***SELENOGRAPHIC COORDINATES Defined – Selenographic coordinates are used to refer to locations on the surface of Earth’s Moon. Any position on the lunar surface can be referenced by specifying two numerical values, which are comparable to the latitude and longitude of Earth. The longitude gives the position east or west of the Moon’s prime meridian, which is the line of longitude passing through the point on the lunar surface directly facing Earth. (See also Earth’s prime meridian.) This can be thought of as the midpoint of the visible Moon as seen from the Earth. The latitude gives the position north or south of the lunar equator. Both of these coordinates are given in terms of degrees. Astronomers defined the fundamental location in the selenographic coordinate system by the small, bowl-shaped satellite crater ‘Mösting A’. The coordinates of this crater are defined as: Latitude: 3° 12′ 43.2″ South / Longitude: 5° 12′ 39.6″ West. The coordinate system has become precisely defined due to the Lunar Laser Ranging Experiment. Anything past 90°E or 90°W would not be seen from Earth, except for libration, which makes 59% of the Moon visible.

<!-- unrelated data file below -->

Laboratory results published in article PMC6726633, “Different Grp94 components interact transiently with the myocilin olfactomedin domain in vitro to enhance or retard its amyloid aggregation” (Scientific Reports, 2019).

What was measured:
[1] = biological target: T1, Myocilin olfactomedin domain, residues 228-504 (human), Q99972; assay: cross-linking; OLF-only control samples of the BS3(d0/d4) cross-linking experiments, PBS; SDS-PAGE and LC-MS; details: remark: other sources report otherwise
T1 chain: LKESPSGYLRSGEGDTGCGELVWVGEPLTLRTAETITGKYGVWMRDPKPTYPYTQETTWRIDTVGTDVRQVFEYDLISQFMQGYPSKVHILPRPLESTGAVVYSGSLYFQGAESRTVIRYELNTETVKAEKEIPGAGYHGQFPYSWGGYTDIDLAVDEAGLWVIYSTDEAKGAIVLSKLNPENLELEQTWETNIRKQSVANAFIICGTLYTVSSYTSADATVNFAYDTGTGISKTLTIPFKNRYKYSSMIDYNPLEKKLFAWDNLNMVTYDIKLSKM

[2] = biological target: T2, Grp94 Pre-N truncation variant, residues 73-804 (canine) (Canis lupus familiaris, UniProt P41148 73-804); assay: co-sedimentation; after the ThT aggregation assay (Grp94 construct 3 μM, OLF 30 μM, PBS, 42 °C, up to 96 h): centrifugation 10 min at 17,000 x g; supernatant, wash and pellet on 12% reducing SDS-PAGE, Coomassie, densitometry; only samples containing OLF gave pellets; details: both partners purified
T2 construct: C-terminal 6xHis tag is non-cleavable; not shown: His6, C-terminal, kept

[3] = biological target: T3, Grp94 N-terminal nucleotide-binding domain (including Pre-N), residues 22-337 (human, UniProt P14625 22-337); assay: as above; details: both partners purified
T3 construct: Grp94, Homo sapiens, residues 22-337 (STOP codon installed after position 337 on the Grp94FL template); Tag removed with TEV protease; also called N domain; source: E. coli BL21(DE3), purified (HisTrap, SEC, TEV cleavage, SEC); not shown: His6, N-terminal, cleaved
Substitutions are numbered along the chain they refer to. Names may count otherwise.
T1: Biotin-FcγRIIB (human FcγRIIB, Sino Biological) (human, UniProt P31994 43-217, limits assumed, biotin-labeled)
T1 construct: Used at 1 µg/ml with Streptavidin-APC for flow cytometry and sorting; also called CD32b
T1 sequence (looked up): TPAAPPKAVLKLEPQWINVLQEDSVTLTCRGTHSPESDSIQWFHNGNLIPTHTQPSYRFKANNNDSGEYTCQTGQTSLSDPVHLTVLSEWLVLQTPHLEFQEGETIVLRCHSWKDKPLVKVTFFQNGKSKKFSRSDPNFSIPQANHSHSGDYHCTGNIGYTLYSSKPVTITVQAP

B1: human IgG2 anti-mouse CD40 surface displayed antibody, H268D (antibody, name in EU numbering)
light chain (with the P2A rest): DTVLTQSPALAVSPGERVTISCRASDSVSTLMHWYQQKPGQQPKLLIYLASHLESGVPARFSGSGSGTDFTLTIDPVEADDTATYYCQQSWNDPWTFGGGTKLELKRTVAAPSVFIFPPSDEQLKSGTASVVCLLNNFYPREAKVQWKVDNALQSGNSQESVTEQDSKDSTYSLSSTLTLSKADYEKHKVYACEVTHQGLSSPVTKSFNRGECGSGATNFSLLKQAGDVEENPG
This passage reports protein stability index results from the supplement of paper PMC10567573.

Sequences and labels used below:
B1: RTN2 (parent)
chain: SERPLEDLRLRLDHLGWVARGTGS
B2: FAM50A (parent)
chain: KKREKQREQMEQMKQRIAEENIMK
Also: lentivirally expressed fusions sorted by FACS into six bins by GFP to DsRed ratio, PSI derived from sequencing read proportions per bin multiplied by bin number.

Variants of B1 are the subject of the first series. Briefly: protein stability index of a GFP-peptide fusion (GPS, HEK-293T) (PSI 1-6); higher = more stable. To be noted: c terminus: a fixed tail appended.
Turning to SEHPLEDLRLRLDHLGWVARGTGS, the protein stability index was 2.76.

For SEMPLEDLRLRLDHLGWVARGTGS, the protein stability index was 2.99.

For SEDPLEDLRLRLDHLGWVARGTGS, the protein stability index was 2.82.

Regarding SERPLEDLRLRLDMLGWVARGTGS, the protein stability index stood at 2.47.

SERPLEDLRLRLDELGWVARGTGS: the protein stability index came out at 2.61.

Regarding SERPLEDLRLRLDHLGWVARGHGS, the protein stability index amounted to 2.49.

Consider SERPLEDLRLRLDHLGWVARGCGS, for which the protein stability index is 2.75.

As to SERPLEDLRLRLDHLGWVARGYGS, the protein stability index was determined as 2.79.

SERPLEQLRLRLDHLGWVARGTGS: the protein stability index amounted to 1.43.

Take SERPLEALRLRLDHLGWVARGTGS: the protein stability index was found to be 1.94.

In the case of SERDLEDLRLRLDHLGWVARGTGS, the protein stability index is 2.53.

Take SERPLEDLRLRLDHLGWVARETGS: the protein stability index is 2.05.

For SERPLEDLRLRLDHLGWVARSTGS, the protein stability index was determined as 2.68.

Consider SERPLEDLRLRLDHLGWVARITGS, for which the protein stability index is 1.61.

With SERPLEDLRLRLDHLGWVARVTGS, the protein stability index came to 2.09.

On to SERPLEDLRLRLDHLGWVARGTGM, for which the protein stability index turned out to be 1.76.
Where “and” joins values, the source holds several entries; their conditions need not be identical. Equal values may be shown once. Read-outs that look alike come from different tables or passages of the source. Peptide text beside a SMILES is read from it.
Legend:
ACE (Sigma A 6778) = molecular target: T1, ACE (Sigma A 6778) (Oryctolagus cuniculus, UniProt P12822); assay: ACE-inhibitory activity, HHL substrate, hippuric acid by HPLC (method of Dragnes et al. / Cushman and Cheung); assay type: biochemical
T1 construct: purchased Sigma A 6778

NASA | Moon Phase & Libration Northern Hemisphere 2015:

NASA | Moon Phase & Libration Southern Hemisphere 2015:

2015 Moon phases with TIMES:

2015 Moon phase & illumination calendar:

2015 Perigee & Apogee DATES, TIMES & DISTANCES as well as Full & New Moon dates & times (John Walker’s Fourmilab):

2015 Perigee & Apogee:

Lunar Ray predictions:

Farmer’s Almanac Full Moon Names:


Greatest NORTHERN & SOUTHERN Declinations of the Moon (Richard Nolle’s Astro Pro):

FULL YEAR of Lunar Cycles: Previous and Future years as well:

Full & New Moon Calendar:

Sun/Moon Rise & Set times:

Sun/Moon Rise & Set times for the DAY:

Sun/Moon Rise & Set times for the YEAR:

BLUE MOON Calendar:

SUPERMOON Calendar (Richard Nolle’s Astro Pro):

Moon Phases for ANY date:


Moon right NOW:

Moon right NOW:

Moon right NOW:

NASA JPL Ephemeris Calculator:

Lunar Ephemeris Calculator:


Sunrise & Sunset CHART:

Kilometers (km) to miles (mi.) converter:

2015 Astronomical Events:

Occult Software:

Greatest Elongations of Mercury & Venus:

Steve Preston’s Asteroid Occultations:

US Naval Observatory Celestial Phenomena for 2015:

Seiichi Yoshida’s Weekly bright Comets:

International Meteor Organizations 2015 Information:

Satellite Tracking:

NASA Eclipses:

S&T Jupiter 2015 Observation Almanac:

S&T Galilean Moon Mutual Events:

S&T Jupiter Moon Events 2015:

Northern Virginia Astronomy Club: Jupiter Moon Events for 2015: